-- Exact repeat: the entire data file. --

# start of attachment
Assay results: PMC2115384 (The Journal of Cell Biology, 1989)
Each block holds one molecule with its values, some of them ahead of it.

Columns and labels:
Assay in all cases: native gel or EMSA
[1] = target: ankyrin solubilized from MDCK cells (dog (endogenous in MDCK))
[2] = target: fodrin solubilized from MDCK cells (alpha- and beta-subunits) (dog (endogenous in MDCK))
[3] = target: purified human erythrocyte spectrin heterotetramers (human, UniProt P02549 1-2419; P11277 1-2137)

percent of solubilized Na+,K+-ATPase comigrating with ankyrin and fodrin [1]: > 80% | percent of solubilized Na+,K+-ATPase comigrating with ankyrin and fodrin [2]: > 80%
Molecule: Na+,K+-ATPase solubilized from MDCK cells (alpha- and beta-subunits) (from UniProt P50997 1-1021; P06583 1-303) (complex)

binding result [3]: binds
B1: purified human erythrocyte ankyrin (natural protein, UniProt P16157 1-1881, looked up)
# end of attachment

Assay results: PMC2115384 (The Journal of Cell Biology, 1989)
Each block holds one molecule with its values, some of them ahead of it.

Columns and labels:
Assay in all cases: native gel or EMSA
[1] = target: ankyrin solubilized from MDCK cells (dog (endogenous in MDCK))
[2] = target: fodrin solubilized from MDCK cells (alpha- and beta-subunits) (dog (endogenous in MDCK))
[3] = target: purified human erythrocyte spectrin heterotetramers (human, UniProt P02549 1-2419; P11277 1-2137)

percent of solubilized Na+,K+-ATPase comigrating with ankyrin and fodrin [1]: > 80% | percent of solubilized Na+,K+-ATPase comigrating with ankyrin and fodrin [2]: > 80%
Molecule: Na+,K+-ATPase solubilized from MDCK cells (alpha- and beta-subunits) (from UniProt P50997 1-1021; P06583 1-303) (complex)

binding result [3]: binds
B1: purified human erythrocyte ankyrin (natural protein, UniProt P16157 1-1881, looked up)